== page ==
These “best days” matter because they give us a glimpse of heaven. It is a swagger in the golf swing, a tip of the hat, a wink of the eye. It is God showing us the way things are supposed to be and what we also have to look forward to for eternity in Heaven if we put our trust in Christ.

What about you?

What is your best day? 

Not long ago I attended a conference in Washington, D.C.  I love that city.  It is easy to be cynical about D.C. and see it as a town only full of politicians with lobbyist leeches there to influence them.  I admit that I have been one of the cynics in the past.  I want to change and here is why.  What I like about DC is the same reason I enjoy parts of Nashville, New York, or Los Angeles.  You will undoubtedly meet someone from another part of the world.  Often I am called a pied piper so whenever I encounter someone from another culture, I am drawn to them to learn about their story.

I don’t recall who said these poignant lines but it goes like this:

Americans love to spend time and energy trying to understand who they are.  They unfortunately spend so little time trying to understand who the world is.

My understanding became much clearer after I visited Washington DC and experienced the following:

Experience #1: At the conference, the thousands who attended share a similar political ideology.  One thing that was evident was their passion for the “idea of America” and it surpassed a specific political ideology.  Anyone with an open mind can respect that.  I am a moderate conservative but their zeal resonated with me.  My hope is that when the world looks at America, they see freedom as I witnessed at the conference.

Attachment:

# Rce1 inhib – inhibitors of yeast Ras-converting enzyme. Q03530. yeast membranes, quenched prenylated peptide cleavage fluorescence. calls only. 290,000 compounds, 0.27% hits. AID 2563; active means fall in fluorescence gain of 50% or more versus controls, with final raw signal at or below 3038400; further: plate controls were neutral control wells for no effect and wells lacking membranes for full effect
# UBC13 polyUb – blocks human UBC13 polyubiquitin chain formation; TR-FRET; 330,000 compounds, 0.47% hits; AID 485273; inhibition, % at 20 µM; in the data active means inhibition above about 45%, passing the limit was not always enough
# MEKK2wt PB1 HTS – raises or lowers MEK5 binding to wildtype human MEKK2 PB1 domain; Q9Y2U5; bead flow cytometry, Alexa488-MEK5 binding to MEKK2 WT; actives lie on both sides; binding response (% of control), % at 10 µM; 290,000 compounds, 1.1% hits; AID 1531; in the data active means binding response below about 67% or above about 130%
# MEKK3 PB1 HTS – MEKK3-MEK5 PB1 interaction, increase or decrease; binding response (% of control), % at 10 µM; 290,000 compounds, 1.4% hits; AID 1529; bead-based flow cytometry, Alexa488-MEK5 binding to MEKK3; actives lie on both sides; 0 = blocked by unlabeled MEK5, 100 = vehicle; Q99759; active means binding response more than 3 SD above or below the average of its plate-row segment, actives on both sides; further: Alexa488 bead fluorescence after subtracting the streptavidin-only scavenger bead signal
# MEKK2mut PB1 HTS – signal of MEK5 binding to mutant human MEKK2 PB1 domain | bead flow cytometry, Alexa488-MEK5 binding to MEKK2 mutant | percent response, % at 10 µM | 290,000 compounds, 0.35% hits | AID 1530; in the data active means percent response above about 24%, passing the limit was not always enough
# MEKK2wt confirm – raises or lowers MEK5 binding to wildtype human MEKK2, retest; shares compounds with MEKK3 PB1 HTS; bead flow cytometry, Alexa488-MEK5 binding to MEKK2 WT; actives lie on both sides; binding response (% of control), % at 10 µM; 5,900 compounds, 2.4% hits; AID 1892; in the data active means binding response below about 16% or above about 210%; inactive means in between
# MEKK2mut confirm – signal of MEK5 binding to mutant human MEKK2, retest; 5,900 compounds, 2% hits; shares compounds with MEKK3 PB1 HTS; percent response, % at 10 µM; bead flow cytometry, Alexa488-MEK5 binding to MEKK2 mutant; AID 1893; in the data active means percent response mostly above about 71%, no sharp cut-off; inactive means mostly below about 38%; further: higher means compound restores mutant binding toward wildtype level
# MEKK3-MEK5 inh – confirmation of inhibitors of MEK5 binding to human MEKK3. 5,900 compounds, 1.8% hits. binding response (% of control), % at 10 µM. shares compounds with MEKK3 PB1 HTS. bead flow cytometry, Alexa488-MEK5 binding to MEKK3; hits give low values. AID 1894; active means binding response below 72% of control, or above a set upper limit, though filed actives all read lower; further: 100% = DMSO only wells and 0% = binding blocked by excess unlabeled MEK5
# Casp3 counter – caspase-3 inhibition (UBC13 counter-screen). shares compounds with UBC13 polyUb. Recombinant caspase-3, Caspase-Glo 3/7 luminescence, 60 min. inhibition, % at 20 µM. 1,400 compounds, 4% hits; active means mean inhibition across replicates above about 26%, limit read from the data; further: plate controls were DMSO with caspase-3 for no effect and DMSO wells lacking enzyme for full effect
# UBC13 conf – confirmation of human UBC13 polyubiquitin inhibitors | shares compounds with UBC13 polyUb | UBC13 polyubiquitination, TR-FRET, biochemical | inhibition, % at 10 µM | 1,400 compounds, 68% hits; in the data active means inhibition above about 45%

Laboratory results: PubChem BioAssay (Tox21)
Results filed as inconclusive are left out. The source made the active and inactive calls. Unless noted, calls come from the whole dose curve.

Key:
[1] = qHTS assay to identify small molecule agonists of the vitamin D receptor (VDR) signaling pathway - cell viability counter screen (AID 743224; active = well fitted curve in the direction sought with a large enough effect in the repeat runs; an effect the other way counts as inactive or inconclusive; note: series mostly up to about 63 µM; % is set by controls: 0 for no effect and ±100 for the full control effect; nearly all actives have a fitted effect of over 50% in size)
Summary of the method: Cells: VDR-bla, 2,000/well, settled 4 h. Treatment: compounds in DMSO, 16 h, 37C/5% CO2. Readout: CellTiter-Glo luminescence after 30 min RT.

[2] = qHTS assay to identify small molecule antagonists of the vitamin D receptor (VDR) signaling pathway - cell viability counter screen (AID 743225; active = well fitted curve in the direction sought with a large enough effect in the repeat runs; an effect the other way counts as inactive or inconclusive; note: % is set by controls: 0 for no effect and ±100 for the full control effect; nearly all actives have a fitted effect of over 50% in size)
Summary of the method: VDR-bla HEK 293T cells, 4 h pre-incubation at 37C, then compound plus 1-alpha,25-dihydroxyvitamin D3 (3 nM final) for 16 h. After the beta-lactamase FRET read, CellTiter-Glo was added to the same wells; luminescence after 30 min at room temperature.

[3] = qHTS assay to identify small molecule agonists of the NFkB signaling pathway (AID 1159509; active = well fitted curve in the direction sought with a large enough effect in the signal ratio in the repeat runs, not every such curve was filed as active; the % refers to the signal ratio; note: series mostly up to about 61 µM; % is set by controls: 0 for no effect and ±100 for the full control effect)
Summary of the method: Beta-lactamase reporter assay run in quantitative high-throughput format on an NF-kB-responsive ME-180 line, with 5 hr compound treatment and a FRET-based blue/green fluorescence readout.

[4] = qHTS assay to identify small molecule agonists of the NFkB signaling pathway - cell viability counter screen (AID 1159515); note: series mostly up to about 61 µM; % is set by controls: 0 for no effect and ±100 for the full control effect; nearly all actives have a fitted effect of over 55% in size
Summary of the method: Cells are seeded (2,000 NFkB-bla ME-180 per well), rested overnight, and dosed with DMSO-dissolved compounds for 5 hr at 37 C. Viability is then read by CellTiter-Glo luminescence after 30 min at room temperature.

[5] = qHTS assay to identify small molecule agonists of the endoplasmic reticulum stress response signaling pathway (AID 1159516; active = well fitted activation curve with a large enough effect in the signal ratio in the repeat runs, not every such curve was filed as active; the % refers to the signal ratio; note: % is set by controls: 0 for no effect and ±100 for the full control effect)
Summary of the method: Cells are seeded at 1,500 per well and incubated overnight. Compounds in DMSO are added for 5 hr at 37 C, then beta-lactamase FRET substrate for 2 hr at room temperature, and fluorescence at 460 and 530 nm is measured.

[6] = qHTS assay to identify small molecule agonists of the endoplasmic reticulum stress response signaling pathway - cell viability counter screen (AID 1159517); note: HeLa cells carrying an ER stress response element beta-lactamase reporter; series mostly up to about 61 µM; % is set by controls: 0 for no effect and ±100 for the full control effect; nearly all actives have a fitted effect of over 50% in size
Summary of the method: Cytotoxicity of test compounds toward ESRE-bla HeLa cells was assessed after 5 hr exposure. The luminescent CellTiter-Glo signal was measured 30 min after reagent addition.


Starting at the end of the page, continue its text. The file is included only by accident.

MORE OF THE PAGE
Experience #2: I met a Scottish girl named Shona who is married to an American friend of mine, Nathan and has lived in the United States for the past couple years.  I had lived and worked in Scotland in 2001 so we had plenty to discuss including politics, British and American culture, music, food, etc.  I asked her what the current pulse of the British people was about America. She seemed to agree that it was very much like the quote above.  I have been reading Tony Blair’s A Journey which provides an insightful political perspective on Anglo-American relations the past couple decades. Shona, Nathan, and I discussed in detail how we need to be more alert than ever before about protecting freedom.  As Brits and Americans, it is a special responsibiltiy we bear.  While we have not mastered it, we need to be a beacon of freedom and lead.

Experience #3: I met Sam Solomon from Ethiopia.  Sam is a cab driver whom we spent an intriguing 45 minute ride from central Washington DC all the way to Dulles International Airport.  He lives here legally, is married, and has four children.  Sam wouldn’t stop smiling when talking about America. Sam said he still has family in Ethiopia but doesn’t see a reason to go back unless it is more free and things change. We discussed that not far from Ethiopia an uprising is happening in the Middle East driven primarily by citizens wanting a democratic process.  America has given Sam the opportunity to start a business, raise a family safely, and live free.  We all need to listen to the Sam Solomons living in America.

My lessons from these experiences:

Freedom and the democratic process is unmatched.

We should never stop seeking freedom or if necessary, fight for it.